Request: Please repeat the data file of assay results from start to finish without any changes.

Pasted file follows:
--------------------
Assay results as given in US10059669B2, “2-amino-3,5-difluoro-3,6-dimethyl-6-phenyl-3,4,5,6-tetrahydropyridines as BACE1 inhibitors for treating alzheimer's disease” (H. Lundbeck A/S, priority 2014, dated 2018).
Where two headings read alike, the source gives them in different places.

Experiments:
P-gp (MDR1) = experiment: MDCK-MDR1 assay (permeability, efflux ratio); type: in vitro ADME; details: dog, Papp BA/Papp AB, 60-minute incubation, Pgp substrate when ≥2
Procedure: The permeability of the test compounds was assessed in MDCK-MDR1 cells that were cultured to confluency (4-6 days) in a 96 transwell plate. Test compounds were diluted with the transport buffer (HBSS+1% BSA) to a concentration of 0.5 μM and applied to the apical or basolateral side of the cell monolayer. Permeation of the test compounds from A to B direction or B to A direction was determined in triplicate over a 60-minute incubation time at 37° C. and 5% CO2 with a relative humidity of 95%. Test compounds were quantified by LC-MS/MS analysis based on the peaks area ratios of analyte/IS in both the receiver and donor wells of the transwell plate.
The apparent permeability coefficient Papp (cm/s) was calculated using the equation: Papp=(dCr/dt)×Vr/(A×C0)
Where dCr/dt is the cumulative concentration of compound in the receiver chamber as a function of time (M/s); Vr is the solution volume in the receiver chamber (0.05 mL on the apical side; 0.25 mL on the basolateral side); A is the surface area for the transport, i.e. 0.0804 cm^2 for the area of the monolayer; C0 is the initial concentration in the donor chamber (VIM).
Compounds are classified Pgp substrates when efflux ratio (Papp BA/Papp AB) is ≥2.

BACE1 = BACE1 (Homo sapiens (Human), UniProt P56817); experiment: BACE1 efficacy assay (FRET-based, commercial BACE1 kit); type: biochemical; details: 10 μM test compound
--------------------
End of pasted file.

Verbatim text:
Assay results as given in US10059669B2, “2-amino-3,5-difluoro-3,6-dimethyl-6-phenyl-3,4,5,6-tetrahydropyridines as BACE1 inhibitors for treating alzheimer's disease” (H. Lundbeck A/S, priority 2014, dated 2018).
Where two headings read alike, the source gives them in different places.

Experiments:
P-gp (MDR1) = experiment: MDCK-MDR1 assay (permeability, efflux ratio); type: in vitro ADME; details: dog, Papp BA/Papp AB, 60-minute incubation, Pgp substrate when ≥2
Procedure: The permeability of the test compounds was assessed in MDCK-MDR1 cells that were cultured to confluency (4-6 days) in a 96 transwell plate. Test compounds were diluted with the transport buffer (HBSS+1% BSA) to a concentration of 0.5 μM and applied to the apical or basolateral side of the cell monolayer. Permeation of the test compounds from A to B direction or B to A direction was determined in triplicate over a 60-minute incubation time at 37° C. and 5% CO2 with a relative humidity of 95%. Test compounds were quantified by LC-MS/MS analysis based on the peaks area ratios of analyte/IS in both the receiver and donor wells of the transwell plate.
The apparent permeability coefficient Papp (cm/s) was calculated using the equation: Papp=(dCr/dt)×Vr/(A×C0)
Where dCr/dt is the cumulative concentration of compound in the receiver chamber as a function of time (M/s); Vr is the solution volume in the receiver chamber (0.05 mL on the apical side; 0.25 mL on the basolateral side); A is the surface area for the transport, i.e. 0.0804 cm^2 for the area of the monolayer; C0 is the initial concentration in the donor chamber (VIM).
Compounds are classified Pgp substrates when efflux ratio (Papp BA/Papp AB) is ≥2.

BACE1 = BACE1 (Homo sapiens (Human), UniProt P56817); experiment: BACE1 efficacy assay (FRET-based, commercial BACE1 kit); type: biochemical; details: 10 μM test compound